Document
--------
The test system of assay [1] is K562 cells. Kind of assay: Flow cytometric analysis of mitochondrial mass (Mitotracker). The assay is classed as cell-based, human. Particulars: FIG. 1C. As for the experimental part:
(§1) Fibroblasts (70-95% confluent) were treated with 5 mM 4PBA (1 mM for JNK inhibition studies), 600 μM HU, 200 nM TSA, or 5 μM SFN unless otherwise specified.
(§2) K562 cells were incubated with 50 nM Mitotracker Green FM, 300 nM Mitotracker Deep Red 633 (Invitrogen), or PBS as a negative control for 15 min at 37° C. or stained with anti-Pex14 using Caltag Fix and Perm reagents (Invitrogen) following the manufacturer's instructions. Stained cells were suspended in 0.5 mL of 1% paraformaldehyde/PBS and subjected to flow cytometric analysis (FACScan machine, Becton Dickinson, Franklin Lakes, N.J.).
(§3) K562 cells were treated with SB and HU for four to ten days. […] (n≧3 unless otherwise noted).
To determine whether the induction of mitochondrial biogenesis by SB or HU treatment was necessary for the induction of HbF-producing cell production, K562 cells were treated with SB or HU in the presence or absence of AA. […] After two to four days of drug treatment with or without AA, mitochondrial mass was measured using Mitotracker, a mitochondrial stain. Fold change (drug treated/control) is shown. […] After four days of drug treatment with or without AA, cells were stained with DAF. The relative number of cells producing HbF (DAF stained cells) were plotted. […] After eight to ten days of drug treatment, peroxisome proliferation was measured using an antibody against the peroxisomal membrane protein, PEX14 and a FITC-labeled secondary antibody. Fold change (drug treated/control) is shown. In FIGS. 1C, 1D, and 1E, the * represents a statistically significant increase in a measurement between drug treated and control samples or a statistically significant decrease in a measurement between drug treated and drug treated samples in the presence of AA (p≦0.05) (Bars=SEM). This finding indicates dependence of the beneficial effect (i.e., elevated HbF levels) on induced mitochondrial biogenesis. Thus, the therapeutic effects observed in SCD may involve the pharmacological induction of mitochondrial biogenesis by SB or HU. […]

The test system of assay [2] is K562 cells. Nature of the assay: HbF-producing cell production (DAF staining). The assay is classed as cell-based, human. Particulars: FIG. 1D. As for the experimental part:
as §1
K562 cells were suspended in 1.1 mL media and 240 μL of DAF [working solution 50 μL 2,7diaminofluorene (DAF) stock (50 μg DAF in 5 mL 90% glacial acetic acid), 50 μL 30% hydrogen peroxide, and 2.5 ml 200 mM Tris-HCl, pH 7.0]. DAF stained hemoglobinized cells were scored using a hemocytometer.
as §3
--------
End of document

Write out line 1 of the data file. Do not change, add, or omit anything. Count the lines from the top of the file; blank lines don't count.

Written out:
The test system of assay [1] is K562 cells. Kind of assay: Flow cytometric analysis of mitochondrial mass (Mitotracker). The assay is classed as cell-based, human. Particulars: FIG. 1C. As for the experimental part: